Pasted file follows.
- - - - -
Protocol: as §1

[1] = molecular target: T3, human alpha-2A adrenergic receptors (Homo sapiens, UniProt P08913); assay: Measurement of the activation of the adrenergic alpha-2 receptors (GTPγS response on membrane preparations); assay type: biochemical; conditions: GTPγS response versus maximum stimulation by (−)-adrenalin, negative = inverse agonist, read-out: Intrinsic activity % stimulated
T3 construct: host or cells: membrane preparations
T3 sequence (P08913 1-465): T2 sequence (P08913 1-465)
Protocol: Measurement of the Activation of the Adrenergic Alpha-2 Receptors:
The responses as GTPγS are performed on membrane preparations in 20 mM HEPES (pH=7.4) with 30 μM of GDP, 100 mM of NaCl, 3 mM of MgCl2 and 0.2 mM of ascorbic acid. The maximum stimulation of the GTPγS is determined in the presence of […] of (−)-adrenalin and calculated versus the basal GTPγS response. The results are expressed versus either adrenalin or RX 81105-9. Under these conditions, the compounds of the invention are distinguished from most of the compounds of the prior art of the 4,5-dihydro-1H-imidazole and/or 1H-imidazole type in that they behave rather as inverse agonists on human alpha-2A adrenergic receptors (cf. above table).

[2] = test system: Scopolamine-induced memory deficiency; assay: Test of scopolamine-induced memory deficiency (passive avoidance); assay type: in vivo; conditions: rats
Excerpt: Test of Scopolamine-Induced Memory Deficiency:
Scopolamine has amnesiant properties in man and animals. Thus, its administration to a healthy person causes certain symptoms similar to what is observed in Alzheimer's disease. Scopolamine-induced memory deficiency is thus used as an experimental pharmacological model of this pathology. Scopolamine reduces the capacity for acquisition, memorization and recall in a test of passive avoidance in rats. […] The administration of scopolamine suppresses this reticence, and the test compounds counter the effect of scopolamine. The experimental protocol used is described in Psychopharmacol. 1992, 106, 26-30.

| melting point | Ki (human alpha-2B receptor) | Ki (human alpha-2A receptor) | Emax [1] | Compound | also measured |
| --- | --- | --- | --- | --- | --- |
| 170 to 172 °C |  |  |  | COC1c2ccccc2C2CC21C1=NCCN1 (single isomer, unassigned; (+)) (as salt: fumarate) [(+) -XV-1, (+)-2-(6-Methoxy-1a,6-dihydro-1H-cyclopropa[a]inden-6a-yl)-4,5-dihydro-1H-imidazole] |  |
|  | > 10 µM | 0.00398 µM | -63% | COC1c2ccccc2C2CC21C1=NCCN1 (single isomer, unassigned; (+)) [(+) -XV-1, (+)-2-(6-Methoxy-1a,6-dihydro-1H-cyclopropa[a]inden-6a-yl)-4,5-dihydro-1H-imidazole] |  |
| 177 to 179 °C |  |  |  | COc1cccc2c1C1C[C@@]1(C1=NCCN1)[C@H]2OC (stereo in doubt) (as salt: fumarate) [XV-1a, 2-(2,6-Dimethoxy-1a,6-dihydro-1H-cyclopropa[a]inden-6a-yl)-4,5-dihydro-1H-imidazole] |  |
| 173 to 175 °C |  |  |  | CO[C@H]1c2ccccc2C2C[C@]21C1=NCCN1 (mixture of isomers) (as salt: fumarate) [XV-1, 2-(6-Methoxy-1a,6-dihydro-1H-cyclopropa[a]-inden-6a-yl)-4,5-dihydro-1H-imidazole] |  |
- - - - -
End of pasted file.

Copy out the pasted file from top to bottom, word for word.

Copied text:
Protocol: as §1

[1] = molecular target: T3, human alpha-2A adrenergic receptors (Homo sapiens, UniProt P08913); assay: Measurement of the activation of the adrenergic alpha-2 receptors (GTPγS response on membrane preparations); assay type: biochemical; conditions: GTPγS response versus maximum stimulation by (−)-adrenalin, negative = inverse agonist, read-out: Intrinsic activity % stimulated
T3 construct: host or cells: membrane preparations
T3 sequence (P08913 1-465): T2 sequence (P08913 1-465)
Protocol: Measurement of the Activation of the Adrenergic Alpha-2 Receptors:
The responses as GTPγS are performed on membrane preparations in 20 mM HEPES (pH=7.4) with 30 μM of GDP, 100 mM of NaCl, 3 mM of MgCl2 and 0.2 mM of ascorbic acid. The maximum stimulation of the GTPγS is determined in the presence of […] of (−)-adrenalin and calculated versus the basal GTPγS response. The results are expressed versus either adrenalin or RX 81105-9. Under these conditions, the compounds of the invention are distinguished from most of the compounds of the prior art of the 4,5-dihydro-1H-imidazole and/or 1H-imidazole type in that they behave rather as inverse agonists on human alpha-2A adrenergic receptors (cf. above table).

[2] = test system: Scopolamine-induced memory deficiency; assay: Test of scopolamine-induced memory deficiency (passive avoidance); assay type: in vivo; conditions: rats
Excerpt: Test of Scopolamine-Induced Memory Deficiency:
Scopolamine has amnesiant properties in man and animals. Thus, its administration to a healthy person causes certain symptoms similar to what is observed in Alzheimer's disease. Scopolamine-induced memory deficiency is thus used as an experimental pharmacological model of this pathology. Scopolamine reduces the capacity for acquisition, memorization and recall in a test of passive avoidance in rats. […] The administration of scopolamine suppresses this reticence, and the test compounds counter the effect of scopolamine. The experimental protocol used is described in Psychopharmacol. 1992, 106, 26-30.

| melting point | Ki (human alpha-2B receptor) | Ki (human alpha-2A receptor) | Emax [1] | Compound | also measured |
| --- | --- | --- | --- | --- | --- |
| 170 to 172 °C |  |  |  | COC1c2ccccc2C2CC21C1=NCCN1 (single isomer, unassigned; (+)) (as salt: fumarate) [(+) -XV-1, (+)-2-(6-Methoxy-1a,6-dihydro-1H-cyclopropa[a]inden-6a-yl)-4,5-dihydro-1H-imidazole] |  |
|  | > 10 µM | 0.00398 µM | -63% | COC1c2ccccc2C2CC21C1=NCCN1 (single isomer, unassigned; (+)) [(+) -XV-1, (+)-2-(6-Methoxy-1a,6-dihydro-1H-cyclopropa[a]inden-6a-yl)-4,5-dihydro-1H-imidazole] |  |
| 177 to 179 °C |  |  |  | COc1cccc2c1C1C[C@@]1(C1=NCCN1)[C@H]2OC (stereo in doubt) (as salt: fumarate) [XV-1a, 2-(2,6-Dimethoxy-1a,6-dihydro-1H-cyclopropa[a]inden-6a-yl)-4,5-dihydro-1H-imidazole] |  |
| 173 to 175 °C |  |  |  | CO[C@H]1c2ccccc2C2C[C@]21C1=NCCN1 (mixture of isomers) (as salt: fumarate) [XV-1, 2-(6-Methoxy-1a,6-dihydro-1H-cyclopropa[a]-inden-6a-yl)-4,5-dihydro-1H-imidazole] |  |